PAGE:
advice for brides

#BrideToBride...With Love, Patrice

Patrice & Fam 7.13

Hey, lady! How's life on cloud nine? You got the love of your life, you've got the ring, and now what? I've learned a lot through my experiences as a bride, weddings I've been a part of, and weddings I've helped are some helpful thoughts to help you on your way.

First and marriage counseling to learn more about married life and being married to your future spouse!

  • It can be a pastor, marriage counselor, or life coach
  • Ask questions...about any and every thing that you'd have to share: finances, children, in-laws, holidays, chores, who's cooking, date nights, sex
  • What are they willing to do (will do, but doesn't like to)? What will they not do (absolutely will not do, even if you asked)
  • If you don't live together, find out their daily routine: he's a morning person, you're a night owl; he doesn't like to talk in the morning, you squeeze the toothpaste from the bottom, etc
  • Be open and honest because you only get out of it, what you put in to it.
  • It will make you closer or you'll find out you're not so compatible, ultimately saving you stress and money!

Decide what your absolute must-haves are...

  • These are the things that you would regret later in life and wouldn't second-guess giving your right left kidney for...which leads to...
  • Decide how valuable they are to you and budget appropriately for each of them.
  • Be more flexible about everything else.

If you feel strongly about something, don't ask for anyone's opinion, just do it.

  • This will alleviate the stress and struggle with satisfying others
  • Unless your in-laws say they don't want to be involved, involve them. Give them some direction and a task list: guest list for their family, scout venues, rehearsal dinner locations, hunt for favors. Find out what their talents/gifts are and utilize them.

On the other hand, people will be honored to help you, so just ask if you need it, but not publicly on FB or Twitter, you could offend others.

Be mindful and appreciative of other people's time, attention, and contributions. Though it's ALL about you, it's not all about YOU. FYI being a Bridezilla isn't even close to being cute. In case you didn't know, the show has ended.

Here's the deal with vendors:

  • Have every thing in writing! Check in a month out, 2 weeks, 1 week, 3 days, and day before.
  • Don't skimp on your photos! That's all you have from your special day and if they don't come out great, your wedding will only be a faint, blurry memory
  • If you have friends/family with special talents, use them. My graphic designer friend offered to do my invitations as my wedding gift. It's a down economy...don't expect free work and a gift!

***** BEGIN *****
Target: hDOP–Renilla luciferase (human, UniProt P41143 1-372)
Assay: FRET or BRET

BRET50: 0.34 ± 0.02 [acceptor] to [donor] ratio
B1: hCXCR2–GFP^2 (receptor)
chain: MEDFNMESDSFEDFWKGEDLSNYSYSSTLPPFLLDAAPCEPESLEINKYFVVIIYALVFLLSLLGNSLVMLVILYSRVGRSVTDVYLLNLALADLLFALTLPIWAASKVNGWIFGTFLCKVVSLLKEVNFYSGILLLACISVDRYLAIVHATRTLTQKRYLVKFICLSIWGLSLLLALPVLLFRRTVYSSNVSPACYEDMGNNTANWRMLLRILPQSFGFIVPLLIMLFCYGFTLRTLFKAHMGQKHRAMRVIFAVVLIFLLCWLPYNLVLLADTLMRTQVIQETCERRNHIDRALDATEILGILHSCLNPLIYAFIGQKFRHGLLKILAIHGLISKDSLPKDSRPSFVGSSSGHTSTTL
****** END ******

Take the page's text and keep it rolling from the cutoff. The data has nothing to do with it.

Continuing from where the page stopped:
• Cash in favors...anyone that owes you something, now's the time to get it back.
  • If your budget is tight...get creative. Look into arts & pastry programs at local colleges, for inexpensive cakes, photos, etc. But, be mindful that you get what you pay for.
  • Pay on time! You don't want an unhappy caterer preparing your chicken marsala.
  • Hire a day-of coordinator! Do not try to do it all yourself, or put that pressure on your mother. Have a non-family member wrangle your vendors, set the reception space, and get the party started on time!

Most importantly, your wedding does not define your marriage.

  • At the end of the day, you only need you and your love to get married, because no one else will care more than you do
  • And 3 years from now when you're celebrating your anniversary, or getting divorced, no one will care to remember that you wore a $12 dress over your 8-month pregnant body, that you had an amazing sheet cake or that your groom wore Chuck Taylors for your wedding

#BridetoBr​ide Blog Post Series

advice-from-the-married-side It's one of the happiest moments of your life. The love of your life has proposed to you and now you get to plan the wedding of your dreams. You are excited to pick out your wedding colors, find the perfect dress, choose your bridesmaids, etc but maybe you are a little overwhelmed by everything. It is nice to get advice from your friends and family, but sometimes you need advice from someone who doesn't know you and has an unbiased opinion. Favored will now feature a series called #BridetoBride. Advice from real brides to future brides. Check out our very first post from T. Bremby.

Dear Brides to Be,

Here are....Things I've learned about planning a wedding:

By T. Bremby

- THE WEDDING IS NOT FOR YOU... It's for your family and friends... The sooner you learn that the less stressed you'll be...

- ALWAYS INCLUDE YOUR IN-LAWS... It helps set the tone you want for your new family... and I want two family to become one...

- DON'T SWEAT THE SMALL STUFF- at the end of the day the only thing that can really go wrong is if the groom or the bride doesn't show up...

- ENJOY EVERY MOMENT- God willing this will only happen once... make memories to tell your children in the process...

- BE APPRECIATIVE- people are spending time and money to be apart of your special day... no matter how big or small the gesture, make sure you show your gratitude for the people that are assisting you to make your day special.

So brides-to-be... Enjoy these last moments of this chapter in your life... bask in each moment... no matter how scary or under certain they may feel... Find comfort in your true friendships, and the positive marriages in your life... only gravitate to people who speak life into your future... and always refer to 1 Corinthians 13:4–8... " Love never fails."

 If you are a bride and would like to submit to our #BridetoBride series, email us at!